Does Water Temperature Change Tea?
Attention tea drinkers: It turns out that we can all learn a thing or two from Goldilocks. Just like the bears' porridge, our leafy brews can in fact be too hot or too cold. In fact, brewing tea at an improper temperature can drastically affect its taste.
But unlike Goldilocks' taste in porridge, proper brewing requires a precision of degrees. Here's how it works:
It All Boils Down to Chemistry
First, it's worth understanding exactly how temperature affects tea. Sure, it would be much simpler to just boil a pot of water and go with the flow, but there's a science behind all of this, and true tea aficionados ought to understand it.
For starters, amino acids play a significant role in this beverage's complexity and deliciousness. The most prominent of these amino acids are L-Theanine (which incredibly, is almost entirely exclusive to tea plants), Aminoglutaric acid, Asparaginic acid and Arginine. The other key ingredients include flavor compounds (called flavonoids), tea polyphenol (i.e., tannins) and caffeine. (Fun fact about caffeine – it's an organic pesticide that has evolved in certain plants like coffee and teas.)
In order for these chemicals to manifest as flavor and aroma, they must be exposed to the right temperature and for the right amount of time. Depending on the precise makeup of those leaves, that temperature will vary. Too much heat on the wrong leaf will dissolve tannins and critical flavor compounds rapidly, which creates an unbalanced taste. Not enough heat will inhibit these same compounds from dissolving completely, regardless of steep time. The result is a somewhat tasteless tea, and it's the reason that every iced-tea must start as a hot tea.
How to Apply This to Your Experience
With that background in mind, let's go back to basics. First, to brew tea at a precise temperature, you will need a precision kettle, such as the Mr. Coffee® Tea Maker + Kettle. If you're looking for exactness of flavor, invest in a tea maker with a stainless steel infuser. This material will not retain flavor or odor, so you can have a 100 percent unadulterated tea-drinking experience.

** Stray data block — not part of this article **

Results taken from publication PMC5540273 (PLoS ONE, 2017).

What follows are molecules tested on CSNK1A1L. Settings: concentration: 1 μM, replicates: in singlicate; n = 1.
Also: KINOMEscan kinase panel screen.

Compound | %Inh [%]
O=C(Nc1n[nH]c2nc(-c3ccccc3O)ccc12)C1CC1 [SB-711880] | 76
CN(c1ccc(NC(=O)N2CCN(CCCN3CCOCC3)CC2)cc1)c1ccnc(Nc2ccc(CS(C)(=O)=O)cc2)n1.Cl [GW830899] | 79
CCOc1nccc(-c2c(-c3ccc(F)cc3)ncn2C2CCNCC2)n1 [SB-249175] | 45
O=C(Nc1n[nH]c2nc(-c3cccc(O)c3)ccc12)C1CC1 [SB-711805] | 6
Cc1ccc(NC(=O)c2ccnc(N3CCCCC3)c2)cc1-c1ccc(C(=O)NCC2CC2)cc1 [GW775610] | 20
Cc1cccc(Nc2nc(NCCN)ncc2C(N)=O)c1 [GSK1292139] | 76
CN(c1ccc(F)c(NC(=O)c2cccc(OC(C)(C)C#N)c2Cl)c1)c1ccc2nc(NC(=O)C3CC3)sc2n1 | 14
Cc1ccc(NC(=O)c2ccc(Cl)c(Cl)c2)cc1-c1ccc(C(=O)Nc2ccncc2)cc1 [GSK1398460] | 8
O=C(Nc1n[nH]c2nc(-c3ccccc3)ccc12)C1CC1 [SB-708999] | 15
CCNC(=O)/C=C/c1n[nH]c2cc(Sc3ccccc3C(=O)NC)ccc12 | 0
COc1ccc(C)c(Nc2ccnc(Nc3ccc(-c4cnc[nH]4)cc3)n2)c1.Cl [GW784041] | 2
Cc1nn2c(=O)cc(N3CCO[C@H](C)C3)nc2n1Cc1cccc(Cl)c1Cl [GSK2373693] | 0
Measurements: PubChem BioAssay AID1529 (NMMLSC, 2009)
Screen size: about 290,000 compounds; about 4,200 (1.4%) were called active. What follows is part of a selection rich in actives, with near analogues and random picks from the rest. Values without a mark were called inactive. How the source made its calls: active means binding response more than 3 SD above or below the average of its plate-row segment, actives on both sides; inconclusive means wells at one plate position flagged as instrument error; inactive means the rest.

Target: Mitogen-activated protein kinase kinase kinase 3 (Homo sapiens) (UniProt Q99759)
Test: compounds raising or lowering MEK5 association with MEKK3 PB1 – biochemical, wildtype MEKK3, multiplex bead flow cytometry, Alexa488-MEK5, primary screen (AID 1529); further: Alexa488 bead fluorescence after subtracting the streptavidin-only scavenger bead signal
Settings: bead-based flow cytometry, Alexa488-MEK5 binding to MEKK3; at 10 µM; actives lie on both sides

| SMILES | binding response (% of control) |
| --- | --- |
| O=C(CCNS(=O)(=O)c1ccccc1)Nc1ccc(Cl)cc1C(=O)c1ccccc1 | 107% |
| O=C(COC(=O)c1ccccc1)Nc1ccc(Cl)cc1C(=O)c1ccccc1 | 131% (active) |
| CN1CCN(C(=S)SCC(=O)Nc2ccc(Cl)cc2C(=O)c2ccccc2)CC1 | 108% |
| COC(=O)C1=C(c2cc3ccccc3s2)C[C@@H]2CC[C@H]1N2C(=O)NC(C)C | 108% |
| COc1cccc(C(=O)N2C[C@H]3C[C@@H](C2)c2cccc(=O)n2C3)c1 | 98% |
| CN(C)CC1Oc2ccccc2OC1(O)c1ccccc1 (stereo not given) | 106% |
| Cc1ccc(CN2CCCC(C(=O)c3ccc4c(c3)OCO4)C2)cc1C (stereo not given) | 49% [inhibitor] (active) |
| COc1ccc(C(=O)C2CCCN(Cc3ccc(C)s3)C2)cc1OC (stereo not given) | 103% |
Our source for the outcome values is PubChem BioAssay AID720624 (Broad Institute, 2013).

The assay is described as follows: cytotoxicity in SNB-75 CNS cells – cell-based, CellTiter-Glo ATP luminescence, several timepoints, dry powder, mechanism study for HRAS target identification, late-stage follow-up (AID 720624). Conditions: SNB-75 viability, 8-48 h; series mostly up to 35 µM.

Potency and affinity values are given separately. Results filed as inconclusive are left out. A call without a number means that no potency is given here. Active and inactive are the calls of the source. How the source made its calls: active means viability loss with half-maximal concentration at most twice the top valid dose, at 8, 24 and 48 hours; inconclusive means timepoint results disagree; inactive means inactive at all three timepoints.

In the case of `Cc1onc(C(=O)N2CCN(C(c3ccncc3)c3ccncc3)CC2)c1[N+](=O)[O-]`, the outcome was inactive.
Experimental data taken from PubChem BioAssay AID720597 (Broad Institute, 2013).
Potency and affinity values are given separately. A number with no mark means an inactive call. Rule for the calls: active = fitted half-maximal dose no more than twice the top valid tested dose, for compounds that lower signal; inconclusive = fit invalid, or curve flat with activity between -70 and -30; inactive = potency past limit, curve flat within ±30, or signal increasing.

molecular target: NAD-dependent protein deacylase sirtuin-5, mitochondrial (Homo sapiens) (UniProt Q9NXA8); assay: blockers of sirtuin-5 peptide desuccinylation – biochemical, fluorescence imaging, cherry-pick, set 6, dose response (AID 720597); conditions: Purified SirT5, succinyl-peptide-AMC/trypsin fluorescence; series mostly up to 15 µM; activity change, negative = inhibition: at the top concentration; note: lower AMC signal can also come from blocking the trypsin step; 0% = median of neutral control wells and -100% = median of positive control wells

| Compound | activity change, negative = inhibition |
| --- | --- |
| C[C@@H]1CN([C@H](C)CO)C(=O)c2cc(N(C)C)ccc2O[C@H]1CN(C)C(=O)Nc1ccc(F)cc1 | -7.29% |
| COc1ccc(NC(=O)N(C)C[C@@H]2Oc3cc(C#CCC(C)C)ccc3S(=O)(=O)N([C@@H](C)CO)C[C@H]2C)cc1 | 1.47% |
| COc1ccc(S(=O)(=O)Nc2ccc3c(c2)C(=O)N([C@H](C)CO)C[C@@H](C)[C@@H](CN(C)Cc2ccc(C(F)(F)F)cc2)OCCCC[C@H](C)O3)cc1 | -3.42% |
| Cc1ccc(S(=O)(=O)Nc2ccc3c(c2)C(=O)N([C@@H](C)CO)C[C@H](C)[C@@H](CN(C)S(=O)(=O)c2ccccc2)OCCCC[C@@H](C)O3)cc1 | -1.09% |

Second, it's vital that certain teas are brewed at proper temperatures. The rule of thumb is to always ask your tea seller for guidance or to consult the instructions on the packaging. But as a starting point, here's a general layout of temperature requirements by type of tea:
- White tea: Steep at 175 degrees Fahrenheit for 4-5 minutes.
- Flavored white tea: Steep at 175 degrees F for 2 minutes.
- Green tea: Steep at 175 degrees F for 45-60 seconds (same for flavored).
- Oolong tea: Steep at 195 degrees F for 3 minutes.
- Black tea: Steep at 195-205 degrees F for 2-3 minutes (same for flavored).
- Pu'er tea: Steep at 200-210 degrees F for 3-4 minutes.
- Mate, rooibos and herbal: Steep at 208 degrees F for 5-6 minutes.
Preference of taste certainly plays a role in all of this. However, if your goal is to maximize flavor while still keeping the taste balanced, we recommend sticking with the above matrix. If ever there were a Goldilocks taste for tea, it would be somewhere between 175 and 210 degrees F.
The Big Takeaway
If you're a casual tea drinker who is more concerned with caffeine punch or that soothing feeling a nice chamomile can provide before bed, then a lot this information may seem a bit extraneous. But if you're actually going through the trouble to purchase loose leaf teas from premium sellers, then this was just the dose of facts you needed.
Don't brew another cup of tea without taking temperature into consideration. Trust us. It really does make all the difference in the world.